Wikipedia may be getting some bad press these past few days, but its success is undeniable. It does so well as a community to self-validate material — particularly the most used articles — that I’ve come to rely on it several times a day. I think you could develop good adult faith formation courses with items already available, and without license costs or restrictions. Good stuff and a good idea.
So how is it funded? Individuals mainly, in quarterly appeals. What amazes me is how mass collective effort drives Wikipedia, and also funds it. I note one foundation gift, of $40k. Conventional wisdom would suggest that deep pocked should be giving the bulk of the funds, with small contributions decorating the edges. But in this recent appeal, the average (presumably the mean) contribution for any given day has been in the US$20-30 range. I looked in the current appeal and back to the third quarter appeal and noted the gifts given — did I mention the transparency of donations and budget — and while there was one I noted for $700 and several for $1, most were between $10 and $50. This shouldn’t work but it does, and they have two full-time and two part-time employees, and tons of hardware costs, besides.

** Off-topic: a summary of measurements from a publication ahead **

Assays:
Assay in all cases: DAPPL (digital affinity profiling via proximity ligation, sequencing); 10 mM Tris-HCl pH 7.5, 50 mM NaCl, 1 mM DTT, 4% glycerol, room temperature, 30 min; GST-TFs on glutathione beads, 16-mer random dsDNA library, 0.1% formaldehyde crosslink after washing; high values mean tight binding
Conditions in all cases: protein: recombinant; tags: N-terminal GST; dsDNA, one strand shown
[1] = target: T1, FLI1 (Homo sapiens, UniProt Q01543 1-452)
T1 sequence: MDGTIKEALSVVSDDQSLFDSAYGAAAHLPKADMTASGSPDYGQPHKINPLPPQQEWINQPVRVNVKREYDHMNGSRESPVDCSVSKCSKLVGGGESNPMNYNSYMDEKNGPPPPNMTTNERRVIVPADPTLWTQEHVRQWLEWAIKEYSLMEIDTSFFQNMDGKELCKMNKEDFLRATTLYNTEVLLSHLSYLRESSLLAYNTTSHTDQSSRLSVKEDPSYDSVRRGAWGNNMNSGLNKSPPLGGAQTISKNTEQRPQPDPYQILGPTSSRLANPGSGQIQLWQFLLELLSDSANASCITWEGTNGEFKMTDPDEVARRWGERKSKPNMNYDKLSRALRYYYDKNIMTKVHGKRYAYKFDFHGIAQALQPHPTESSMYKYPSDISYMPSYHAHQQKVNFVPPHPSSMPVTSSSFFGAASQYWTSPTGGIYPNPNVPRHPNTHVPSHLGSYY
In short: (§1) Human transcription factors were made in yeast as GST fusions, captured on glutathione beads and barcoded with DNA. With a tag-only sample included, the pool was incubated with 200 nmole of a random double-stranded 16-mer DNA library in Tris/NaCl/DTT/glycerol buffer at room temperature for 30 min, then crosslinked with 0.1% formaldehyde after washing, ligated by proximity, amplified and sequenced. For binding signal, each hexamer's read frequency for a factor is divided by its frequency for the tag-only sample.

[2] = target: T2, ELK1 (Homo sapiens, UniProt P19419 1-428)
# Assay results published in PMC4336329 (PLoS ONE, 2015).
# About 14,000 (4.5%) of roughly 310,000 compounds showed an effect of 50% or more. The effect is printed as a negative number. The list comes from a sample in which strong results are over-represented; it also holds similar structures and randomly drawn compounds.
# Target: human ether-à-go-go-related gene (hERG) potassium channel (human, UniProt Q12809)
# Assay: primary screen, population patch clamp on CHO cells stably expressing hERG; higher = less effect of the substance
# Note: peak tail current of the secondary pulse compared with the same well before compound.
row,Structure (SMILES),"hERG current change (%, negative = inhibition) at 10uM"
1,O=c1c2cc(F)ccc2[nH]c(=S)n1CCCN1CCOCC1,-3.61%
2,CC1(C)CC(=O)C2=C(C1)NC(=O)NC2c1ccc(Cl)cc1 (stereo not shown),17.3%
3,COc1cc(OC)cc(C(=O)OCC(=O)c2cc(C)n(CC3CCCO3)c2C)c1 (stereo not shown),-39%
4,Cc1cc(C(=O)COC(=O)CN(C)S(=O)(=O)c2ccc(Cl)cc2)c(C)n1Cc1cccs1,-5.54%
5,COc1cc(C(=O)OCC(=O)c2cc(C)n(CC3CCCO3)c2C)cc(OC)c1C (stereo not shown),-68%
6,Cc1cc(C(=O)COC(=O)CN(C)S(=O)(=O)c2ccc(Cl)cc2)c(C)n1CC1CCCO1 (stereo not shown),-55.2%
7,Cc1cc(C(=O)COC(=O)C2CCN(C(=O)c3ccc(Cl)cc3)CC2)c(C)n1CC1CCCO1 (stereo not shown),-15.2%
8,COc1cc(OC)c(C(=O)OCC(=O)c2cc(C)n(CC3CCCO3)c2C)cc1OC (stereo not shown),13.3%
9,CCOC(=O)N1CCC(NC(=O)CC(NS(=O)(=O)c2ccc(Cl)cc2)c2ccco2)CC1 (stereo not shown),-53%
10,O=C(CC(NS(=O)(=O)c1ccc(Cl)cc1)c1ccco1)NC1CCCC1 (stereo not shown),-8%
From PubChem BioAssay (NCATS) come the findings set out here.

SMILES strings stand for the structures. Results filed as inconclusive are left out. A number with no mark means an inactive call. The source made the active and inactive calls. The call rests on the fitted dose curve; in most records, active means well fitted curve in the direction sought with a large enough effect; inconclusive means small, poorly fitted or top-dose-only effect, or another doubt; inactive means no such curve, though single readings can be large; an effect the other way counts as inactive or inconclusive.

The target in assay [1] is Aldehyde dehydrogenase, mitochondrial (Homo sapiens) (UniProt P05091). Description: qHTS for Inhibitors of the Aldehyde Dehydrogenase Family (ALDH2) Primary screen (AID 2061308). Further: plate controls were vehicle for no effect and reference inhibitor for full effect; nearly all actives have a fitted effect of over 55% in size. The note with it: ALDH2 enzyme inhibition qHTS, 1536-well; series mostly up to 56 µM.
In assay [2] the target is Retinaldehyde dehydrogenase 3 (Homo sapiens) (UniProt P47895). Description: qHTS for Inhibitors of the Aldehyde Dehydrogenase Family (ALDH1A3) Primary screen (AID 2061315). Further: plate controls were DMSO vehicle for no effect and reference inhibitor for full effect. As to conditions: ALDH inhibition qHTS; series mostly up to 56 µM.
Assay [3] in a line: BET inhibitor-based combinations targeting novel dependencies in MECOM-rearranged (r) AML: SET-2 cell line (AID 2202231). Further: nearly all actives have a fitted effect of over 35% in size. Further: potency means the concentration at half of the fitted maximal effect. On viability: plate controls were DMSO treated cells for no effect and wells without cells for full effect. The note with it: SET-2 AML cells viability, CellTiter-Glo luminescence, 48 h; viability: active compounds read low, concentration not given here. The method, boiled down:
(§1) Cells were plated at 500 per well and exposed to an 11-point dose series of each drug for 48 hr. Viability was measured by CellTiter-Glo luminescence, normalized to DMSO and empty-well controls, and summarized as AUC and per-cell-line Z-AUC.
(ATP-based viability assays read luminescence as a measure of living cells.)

Fund drives/2005/Q4/Daily report
(I now know more about the Wikimedia Foundation budget than I do of the Unitarian Universalist Association’s, which — though public — isn’t nearly as easy to access or digest.)
Now, I know not everything in the world can be done so cheaply. And I know that Wikipedia benfits from its global reach. But I have to ask myself: shouldn’t other institutions be asked to maintain a higher-than-expected standard for fundraising, service providing, user participation, and financial transparancy.
I’m thinking of churches, of course. Or if that seems unfair, church-related outreach organizations.
I’m thinking there are lessons here.